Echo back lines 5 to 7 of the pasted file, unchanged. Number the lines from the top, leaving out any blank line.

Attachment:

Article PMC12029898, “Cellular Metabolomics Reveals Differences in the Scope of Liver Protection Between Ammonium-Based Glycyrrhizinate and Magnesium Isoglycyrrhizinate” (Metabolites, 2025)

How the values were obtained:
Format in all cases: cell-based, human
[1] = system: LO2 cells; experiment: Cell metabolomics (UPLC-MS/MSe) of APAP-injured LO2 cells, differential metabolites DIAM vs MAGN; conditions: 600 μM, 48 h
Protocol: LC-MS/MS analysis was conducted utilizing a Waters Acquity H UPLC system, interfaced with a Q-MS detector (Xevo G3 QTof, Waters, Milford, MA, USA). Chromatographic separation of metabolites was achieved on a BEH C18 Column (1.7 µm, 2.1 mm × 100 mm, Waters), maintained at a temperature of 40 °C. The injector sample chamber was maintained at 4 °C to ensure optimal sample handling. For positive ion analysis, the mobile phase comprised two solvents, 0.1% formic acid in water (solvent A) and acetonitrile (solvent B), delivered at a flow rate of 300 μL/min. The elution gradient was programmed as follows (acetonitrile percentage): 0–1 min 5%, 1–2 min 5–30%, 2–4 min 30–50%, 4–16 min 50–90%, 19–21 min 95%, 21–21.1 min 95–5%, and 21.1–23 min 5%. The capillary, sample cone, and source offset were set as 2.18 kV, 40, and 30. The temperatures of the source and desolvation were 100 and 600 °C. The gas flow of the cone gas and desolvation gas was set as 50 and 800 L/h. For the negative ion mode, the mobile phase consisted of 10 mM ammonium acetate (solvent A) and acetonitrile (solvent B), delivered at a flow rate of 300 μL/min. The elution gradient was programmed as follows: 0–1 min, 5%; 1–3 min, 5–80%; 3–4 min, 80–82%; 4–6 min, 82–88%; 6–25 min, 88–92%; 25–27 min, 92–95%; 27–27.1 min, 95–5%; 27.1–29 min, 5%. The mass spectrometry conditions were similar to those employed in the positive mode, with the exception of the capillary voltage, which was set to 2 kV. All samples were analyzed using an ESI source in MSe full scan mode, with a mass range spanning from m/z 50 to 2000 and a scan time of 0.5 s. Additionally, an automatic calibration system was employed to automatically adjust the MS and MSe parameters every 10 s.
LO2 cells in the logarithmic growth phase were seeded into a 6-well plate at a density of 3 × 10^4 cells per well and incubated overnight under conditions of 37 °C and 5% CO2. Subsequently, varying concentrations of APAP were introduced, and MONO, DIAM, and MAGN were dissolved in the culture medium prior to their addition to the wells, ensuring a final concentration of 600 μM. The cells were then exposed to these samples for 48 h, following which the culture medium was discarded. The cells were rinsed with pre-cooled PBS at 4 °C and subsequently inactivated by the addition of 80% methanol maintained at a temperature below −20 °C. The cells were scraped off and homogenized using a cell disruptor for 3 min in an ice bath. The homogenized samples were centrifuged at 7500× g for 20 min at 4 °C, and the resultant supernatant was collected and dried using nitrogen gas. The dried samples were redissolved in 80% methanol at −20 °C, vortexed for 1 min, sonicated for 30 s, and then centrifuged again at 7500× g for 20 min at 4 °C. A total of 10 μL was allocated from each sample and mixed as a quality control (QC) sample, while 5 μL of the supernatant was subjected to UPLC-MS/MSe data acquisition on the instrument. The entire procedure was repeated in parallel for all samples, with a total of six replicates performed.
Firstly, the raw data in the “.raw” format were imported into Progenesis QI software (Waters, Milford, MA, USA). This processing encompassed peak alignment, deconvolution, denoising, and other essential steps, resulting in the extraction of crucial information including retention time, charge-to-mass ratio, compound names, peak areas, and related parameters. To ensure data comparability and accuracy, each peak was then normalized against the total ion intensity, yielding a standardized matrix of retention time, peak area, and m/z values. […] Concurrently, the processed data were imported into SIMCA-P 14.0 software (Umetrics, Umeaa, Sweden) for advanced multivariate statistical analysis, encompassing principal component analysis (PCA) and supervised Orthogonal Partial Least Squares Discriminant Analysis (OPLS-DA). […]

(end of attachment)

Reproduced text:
Protocol: LC-MS/MS analysis was conducted utilizing a Waters Acquity H UPLC system, interfaced with a Q-MS detector (Xevo G3 QTof, Waters, Milford, MA, USA). Chromatographic separation of metabolites was achieved on a BEH C18 Column (1.7 µm, 2.1 mm × 100 mm, Waters), maintained at a temperature of 40 °C. The injector sample chamber was maintained at 4 °C to ensure optimal sample handling. For positive ion analysis, the mobile phase comprised two solvents, 0.1% formic acid in water (solvent A) and acetonitrile (solvent B), delivered at a flow rate of 300 μL/min. The elution gradient was programmed as follows (acetonitrile percentage): 0–1 min 5%, 1–2 min 5–30%, 2–4 min 30–50%, 4–16 min 50–90%, 19–21 min 95%, 21–21.1 min 95–5%, and 21.1–23 min 5%. The capillary, sample cone, and source offset were set as 2.18 kV, 40, and 30. The temperatures of the source and desolvation were 100 and 600 °C. The gas flow of the cone gas and desolvation gas was set as 50 and 800 L/h. For the negative ion mode, the mobile phase consisted of 10 mM ammonium acetate (solvent A) and acetonitrile (solvent B), delivered at a flow rate of 300 μL/min. The elution gradient was programmed as follows: 0–1 min, 5%; 1–3 min, 5–80%; 3–4 min, 80–82%; 4–6 min, 82–88%; 6–25 min, 88–92%; 25–27 min, 92–95%; 27–27.1 min, 95–5%; 27.1–29 min, 5%. The mass spectrometry conditions were similar to those employed in the positive mode, with the exception of the capillary voltage, which was set to 2 kV. All samples were analyzed using an ESI source in MSe full scan mode, with a mass range spanning from m/z 50 to 2000 and a scan time of 0.5 s. Additionally, an automatic calibration system was employed to automatically adjust the MS and MSe parameters every 10 s.
LO2 cells in the logarithmic growth phase were seeded into a 6-well plate at a density of 3 × 10^4 cells per well and incubated overnight under conditions of 37 °C and 5% CO2. Subsequently, varying concentrations of APAP were introduced, and MONO, DIAM, and MAGN were dissolved in the culture medium prior to their addition to the wells, ensuring a final concentration of 600 μM. The cells were then exposed to these samples for 48 h, following which the culture medium was discarded. The cells were rinsed with pre-cooled PBS at 4 °C and subsequently inactivated by the addition of 80% methanol maintained at a temperature below −20 °C. The cells were scraped off and homogenized using a cell disruptor for 3 min in an ice bath. The homogenized samples were centrifuged at 7500× g for 20 min at 4 °C, and the resultant supernatant was collected and dried using nitrogen gas. The dried samples were redissolved in 80% methanol at −20 °C, vortexed for 1 min, sonicated for 30 s, and then centrifuged again at 7500× g for 20 min at 4 °C. A total of 10 μL was allocated from each sample and mixed as a quality control (QC) sample, while 5 μL of the supernatant was subjected to UPLC-MS/MSe data acquisition on the instrument. The entire procedure was repeated in parallel for all samples, with a total of six replicates performed.
Firstly, the raw data in the “.raw” format were imported into Progenesis QI software (Waters, Milford, MA, USA). This processing encompassed peak alignment, deconvolution, denoising, and other essential steps, resulting in the extraction of crucial information including retention time, charge-to-mass ratio, compound names, peak areas, and related parameters. To ensure data comparability and accuracy, each peak was then normalized against the total ion intensity, yielding a standardized matrix of retention time, peak area, and m/z values. […] Concurrently, the processed data were imported into SIMCA-P 14.0 software (Umetrics, Umeaa, Sweden) for advanced multivariate statistical analysis, encompassing principal component analysis (PCA) and supervised Orthogonal Partial Least Squares Discriminant Analysis (OPLS-DA). […]